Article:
US elections and Pakistan’s democracy

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Shafaqna Pakistan: There are still a lot of ‘ifs and buts’ in who will be the next president of the United States, even after three days of 59th US elections. Though voting trends are clearly in favour of Democratic candidate Joe Biden, US President Donald Trump is still not ready to give up.

He has raised questions over the credibility of the elections and even went on to describe it as ‘fraud’. Thus, it is not over yet till it is over. So, it is still premature to say ‘tabdeeli aa gai ya abi nahi aai’ [Change has taken place or it is yet to take place].

All this reminds me of our own elections where allegations and counter-allegations over rigging, political engineering and outside interference is quite common. But, we are a developing country and democracy has not taken strong roots. It is still a long way to go for countries like ours unlike in the mature democracies like the USA, the UK or India. Yet, in the last few US elections, questions have been raised over results and for the first time, none other than the US president himself accused his opponent of ‘stealing his victory’.

The matter may now go to the Supreme Court. So, what lesson can we learn from the US elections, as the government and the opposition backed drastic electoral reforms? Pakistan, like many developing countries, rarely saw democracy flourish due to dictatorial interventions through which the government was often dismissed and elections were managed.

However, some progress has been made towards strengthening of system since 2008 and we witnessed after decades peaceful transfer of power. For the first time through the 18th Amendment, a system was developed on how to set up an interim government before elections and for nomination of Chief Election Commissioner and Members of the ECP. The ECP has also been empowered and it was also decided to get decisions of Election Tribunals within four months. In the latter case, petitions still have not been decided within the stipulated time period.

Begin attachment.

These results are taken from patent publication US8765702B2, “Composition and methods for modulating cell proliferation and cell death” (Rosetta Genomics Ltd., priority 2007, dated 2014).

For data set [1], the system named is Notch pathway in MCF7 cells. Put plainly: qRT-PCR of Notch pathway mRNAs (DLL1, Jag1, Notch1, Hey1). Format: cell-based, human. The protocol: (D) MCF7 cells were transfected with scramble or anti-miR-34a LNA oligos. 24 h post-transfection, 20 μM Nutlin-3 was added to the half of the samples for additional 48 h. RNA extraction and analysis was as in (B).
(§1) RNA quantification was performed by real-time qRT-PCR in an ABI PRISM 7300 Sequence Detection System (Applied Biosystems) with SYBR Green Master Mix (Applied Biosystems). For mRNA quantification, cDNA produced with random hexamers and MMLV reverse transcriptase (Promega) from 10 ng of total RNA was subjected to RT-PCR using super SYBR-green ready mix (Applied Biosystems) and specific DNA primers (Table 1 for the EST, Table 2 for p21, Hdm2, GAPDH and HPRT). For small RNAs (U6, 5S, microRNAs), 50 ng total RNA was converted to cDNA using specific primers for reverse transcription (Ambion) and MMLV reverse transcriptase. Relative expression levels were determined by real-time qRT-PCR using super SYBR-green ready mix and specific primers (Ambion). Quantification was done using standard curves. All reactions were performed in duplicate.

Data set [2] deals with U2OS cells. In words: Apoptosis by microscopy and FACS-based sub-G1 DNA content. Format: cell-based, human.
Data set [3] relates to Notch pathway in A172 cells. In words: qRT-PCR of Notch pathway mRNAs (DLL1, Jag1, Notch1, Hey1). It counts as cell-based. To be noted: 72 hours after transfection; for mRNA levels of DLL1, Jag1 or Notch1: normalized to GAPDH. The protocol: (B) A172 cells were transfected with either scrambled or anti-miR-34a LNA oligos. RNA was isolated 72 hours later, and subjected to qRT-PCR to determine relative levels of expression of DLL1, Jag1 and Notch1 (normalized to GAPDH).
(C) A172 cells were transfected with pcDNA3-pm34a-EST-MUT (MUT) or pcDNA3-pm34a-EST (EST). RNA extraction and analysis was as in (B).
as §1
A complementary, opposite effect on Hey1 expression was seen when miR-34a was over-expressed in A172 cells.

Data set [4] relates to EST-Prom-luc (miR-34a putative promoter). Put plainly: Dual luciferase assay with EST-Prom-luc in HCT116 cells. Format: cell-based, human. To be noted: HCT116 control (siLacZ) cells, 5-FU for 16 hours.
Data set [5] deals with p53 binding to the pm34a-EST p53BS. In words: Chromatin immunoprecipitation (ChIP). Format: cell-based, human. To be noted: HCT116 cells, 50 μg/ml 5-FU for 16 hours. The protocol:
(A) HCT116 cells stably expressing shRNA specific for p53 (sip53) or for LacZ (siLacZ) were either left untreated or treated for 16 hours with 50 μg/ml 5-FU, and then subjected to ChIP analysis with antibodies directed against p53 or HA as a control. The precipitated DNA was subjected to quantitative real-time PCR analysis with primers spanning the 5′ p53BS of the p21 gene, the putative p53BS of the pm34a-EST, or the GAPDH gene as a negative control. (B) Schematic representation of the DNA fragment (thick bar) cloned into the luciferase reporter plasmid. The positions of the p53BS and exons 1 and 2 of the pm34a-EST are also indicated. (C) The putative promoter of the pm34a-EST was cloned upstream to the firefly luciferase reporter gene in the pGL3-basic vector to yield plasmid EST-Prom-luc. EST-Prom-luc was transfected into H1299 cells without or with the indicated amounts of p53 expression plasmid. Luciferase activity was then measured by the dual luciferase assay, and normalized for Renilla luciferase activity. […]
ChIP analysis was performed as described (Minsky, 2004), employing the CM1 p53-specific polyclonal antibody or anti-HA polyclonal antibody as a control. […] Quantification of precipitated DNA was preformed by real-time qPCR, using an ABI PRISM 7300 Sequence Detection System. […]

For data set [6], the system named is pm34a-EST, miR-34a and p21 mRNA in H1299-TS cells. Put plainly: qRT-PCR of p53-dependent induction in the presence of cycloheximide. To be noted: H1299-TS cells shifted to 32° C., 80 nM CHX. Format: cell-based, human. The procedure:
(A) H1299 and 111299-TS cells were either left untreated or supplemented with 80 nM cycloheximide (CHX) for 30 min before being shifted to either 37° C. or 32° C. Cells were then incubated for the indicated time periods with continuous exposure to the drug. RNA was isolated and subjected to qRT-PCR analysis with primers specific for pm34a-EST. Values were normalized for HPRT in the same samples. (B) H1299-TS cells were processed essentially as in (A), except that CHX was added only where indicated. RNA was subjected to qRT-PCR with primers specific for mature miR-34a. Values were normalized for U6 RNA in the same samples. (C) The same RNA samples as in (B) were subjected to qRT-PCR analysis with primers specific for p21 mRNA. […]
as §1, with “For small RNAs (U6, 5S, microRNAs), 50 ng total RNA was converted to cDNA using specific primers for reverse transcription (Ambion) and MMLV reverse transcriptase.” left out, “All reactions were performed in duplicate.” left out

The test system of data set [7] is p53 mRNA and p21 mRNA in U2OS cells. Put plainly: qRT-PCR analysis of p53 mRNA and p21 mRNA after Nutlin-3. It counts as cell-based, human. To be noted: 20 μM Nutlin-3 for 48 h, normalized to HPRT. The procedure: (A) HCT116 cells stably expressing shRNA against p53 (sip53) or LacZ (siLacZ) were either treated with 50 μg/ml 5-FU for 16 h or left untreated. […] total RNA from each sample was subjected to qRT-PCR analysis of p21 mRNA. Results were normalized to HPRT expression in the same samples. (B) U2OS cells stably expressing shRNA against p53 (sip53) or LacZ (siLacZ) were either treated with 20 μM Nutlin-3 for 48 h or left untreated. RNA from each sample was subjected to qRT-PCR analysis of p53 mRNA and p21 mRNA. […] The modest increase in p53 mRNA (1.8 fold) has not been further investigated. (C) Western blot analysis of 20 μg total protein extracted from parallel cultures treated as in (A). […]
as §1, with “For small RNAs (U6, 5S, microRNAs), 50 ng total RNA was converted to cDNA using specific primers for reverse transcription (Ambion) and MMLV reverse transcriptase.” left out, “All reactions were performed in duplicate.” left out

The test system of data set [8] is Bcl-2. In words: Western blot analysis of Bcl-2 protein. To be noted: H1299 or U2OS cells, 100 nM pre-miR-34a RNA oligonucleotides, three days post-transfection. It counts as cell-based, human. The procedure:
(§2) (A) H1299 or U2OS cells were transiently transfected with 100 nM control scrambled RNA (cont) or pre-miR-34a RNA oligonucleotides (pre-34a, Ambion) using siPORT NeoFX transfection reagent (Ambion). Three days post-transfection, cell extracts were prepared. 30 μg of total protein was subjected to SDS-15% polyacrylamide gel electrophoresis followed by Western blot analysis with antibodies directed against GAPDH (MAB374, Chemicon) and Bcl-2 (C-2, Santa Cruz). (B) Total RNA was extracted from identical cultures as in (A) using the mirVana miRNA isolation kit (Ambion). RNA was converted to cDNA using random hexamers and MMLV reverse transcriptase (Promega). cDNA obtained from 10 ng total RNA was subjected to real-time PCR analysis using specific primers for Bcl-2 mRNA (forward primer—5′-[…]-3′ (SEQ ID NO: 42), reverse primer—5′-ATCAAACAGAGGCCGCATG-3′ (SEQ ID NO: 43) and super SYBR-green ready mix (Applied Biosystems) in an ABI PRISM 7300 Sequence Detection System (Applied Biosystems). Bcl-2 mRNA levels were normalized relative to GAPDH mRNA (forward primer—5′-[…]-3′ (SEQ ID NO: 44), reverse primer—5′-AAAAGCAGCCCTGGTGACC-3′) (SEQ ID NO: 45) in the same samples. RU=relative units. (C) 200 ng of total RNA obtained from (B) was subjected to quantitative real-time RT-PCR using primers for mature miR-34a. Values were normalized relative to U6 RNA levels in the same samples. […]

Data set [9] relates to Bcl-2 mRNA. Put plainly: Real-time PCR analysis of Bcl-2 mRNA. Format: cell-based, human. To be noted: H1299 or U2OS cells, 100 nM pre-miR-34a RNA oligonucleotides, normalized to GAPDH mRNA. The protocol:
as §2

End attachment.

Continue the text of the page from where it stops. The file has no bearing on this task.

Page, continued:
Now, the government of Prime Minister Imran Khan intends to introduce new election reforms before March 2021 Senate elections in a bid to stop horse-trading by abolishing the traditional method of secret ballot, which in the past became a source of buying and purchasing of votes. Our track record in secret ballot within the Parliament had been very poor and disappointing as has happened in the vote of no confidence against the Senate chairman, where despite opposition’s clear majority, it lost. If the next Senate elections are held through show of hand, it would certainly minimise the element of horse trading. But, why only the Senate, why not for the elections of President, prime minister, speaker, deputy speaker of the National and provincial assemblies, chairman and deputy chairman Senate?

Another dilemma of our weak democratic system is the role of political parties, which not only lack democracy in their own rank and file, but there is a strong trend of family legacy in these parties.

Pakistan has come a long way to this position where despite allegations and counter-allegations, democratic process continued uninterrupted since 2008. However, in 2013 elections, while former president Asif Ali Zardari had termed it ‘ROs election’,’ PTI Chairman Imran Khan also accused outside interference in the elections and even named some officers for their alleged role. In 2018, elections, the PML-N and the JUI-F raised serious questions over pre- and post-election manipulation.